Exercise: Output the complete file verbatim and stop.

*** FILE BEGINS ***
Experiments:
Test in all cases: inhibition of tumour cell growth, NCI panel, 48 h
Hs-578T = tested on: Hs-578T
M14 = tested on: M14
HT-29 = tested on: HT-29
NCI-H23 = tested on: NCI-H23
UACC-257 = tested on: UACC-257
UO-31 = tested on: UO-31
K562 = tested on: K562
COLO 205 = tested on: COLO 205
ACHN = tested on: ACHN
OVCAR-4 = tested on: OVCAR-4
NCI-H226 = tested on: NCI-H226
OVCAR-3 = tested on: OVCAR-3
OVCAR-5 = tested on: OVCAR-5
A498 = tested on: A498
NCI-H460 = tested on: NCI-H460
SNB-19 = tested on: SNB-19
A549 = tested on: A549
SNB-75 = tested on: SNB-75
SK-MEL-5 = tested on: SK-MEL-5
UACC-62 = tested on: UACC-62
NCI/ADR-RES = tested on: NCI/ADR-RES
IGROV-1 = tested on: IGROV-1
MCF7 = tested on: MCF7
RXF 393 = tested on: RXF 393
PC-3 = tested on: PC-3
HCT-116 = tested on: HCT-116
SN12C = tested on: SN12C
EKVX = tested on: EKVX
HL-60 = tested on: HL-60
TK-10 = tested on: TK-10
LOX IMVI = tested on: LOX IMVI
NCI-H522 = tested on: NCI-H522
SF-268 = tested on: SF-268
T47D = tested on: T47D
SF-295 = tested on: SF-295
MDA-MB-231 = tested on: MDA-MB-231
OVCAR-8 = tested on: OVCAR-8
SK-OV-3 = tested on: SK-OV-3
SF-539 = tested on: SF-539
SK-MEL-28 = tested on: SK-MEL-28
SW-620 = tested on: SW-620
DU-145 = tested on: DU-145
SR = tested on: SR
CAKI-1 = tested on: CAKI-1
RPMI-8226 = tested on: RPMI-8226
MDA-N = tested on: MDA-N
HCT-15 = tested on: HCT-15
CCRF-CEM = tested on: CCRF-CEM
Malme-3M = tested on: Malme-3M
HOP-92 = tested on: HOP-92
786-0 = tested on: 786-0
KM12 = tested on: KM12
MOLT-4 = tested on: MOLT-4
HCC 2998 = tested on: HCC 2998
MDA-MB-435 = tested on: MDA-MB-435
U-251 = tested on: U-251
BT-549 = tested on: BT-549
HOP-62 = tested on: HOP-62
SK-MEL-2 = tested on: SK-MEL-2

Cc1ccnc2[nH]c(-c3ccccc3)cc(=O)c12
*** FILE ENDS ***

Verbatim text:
Experiments:
Test in all cases: inhibition of tumour cell growth, NCI panel, 48 h
Hs-578T = tested on: Hs-578T
M14 = tested on: M14
HT-29 = tested on: HT-29
NCI-H23 = tested on: NCI-H23
UACC-257 = tested on: UACC-257
UO-31 = tested on: UO-31
K562 = tested on: K562
COLO 205 = tested on: COLO 205
ACHN = tested on: ACHN
OVCAR-4 = tested on: OVCAR-4
NCI-H226 = tested on: NCI-H226
OVCAR-3 = tested on: OVCAR-3
OVCAR-5 = tested on: OVCAR-5
A498 = tested on: A498
NCI-H460 = tested on: NCI-H460
SNB-19 = tested on: SNB-19
A549 = tested on: A549
SNB-75 = tested on: SNB-75
SK-MEL-5 = tested on: SK-MEL-5
UACC-62 = tested on: UACC-62
NCI/ADR-RES = tested on: NCI/ADR-RES
IGROV-1 = tested on: IGROV-1
MCF7 = tested on: MCF7
RXF 393 = tested on: RXF 393
PC-3 = tested on: PC-3
HCT-116 = tested on: HCT-116
SN12C = tested on: SN12C
EKVX = tested on: EKVX
HL-60 = tested on: HL-60
TK-10 = tested on: TK-10
LOX IMVI = tested on: LOX IMVI
NCI-H522 = tested on: NCI-H522
SF-268 = tested on: SF-268
T47D = tested on: T47D
SF-295 = tested on: SF-295
MDA-MB-231 = tested on: MDA-MB-231
OVCAR-8 = tested on: OVCAR-8
SK-OV-3 = tested on: SK-OV-3
SF-539 = tested on: SF-539
SK-MEL-28 = tested on: SK-MEL-28
SW-620 = tested on: SW-620
DU-145 = tested on: DU-145
SR = tested on: SR
CAKI-1 = tested on: CAKI-1
RPMI-8226 = tested on: RPMI-8226
MDA-N = tested on: MDA-N
HCT-15 = tested on: HCT-15
CCRF-CEM = tested on: CCRF-CEM
Malme-3M = tested on: Malme-3M
HOP-92 = tested on: HOP-92
786-0 = tested on: 786-0
KM12 = tested on: KM12
MOLT-4 = tested on: MOLT-4
HCC 2998 = tested on: HCC 2998
MDA-MB-435 = tested on: MDA-MB-435
U-251 = tested on: U-251
BT-549 = tested on: BT-549
HOP-62 = tested on: HOP-62
SK-MEL-2 = tested on: SK-MEL-2

Cc1ccnc2[nH]c(-c3ccccc3)cc(=O)c12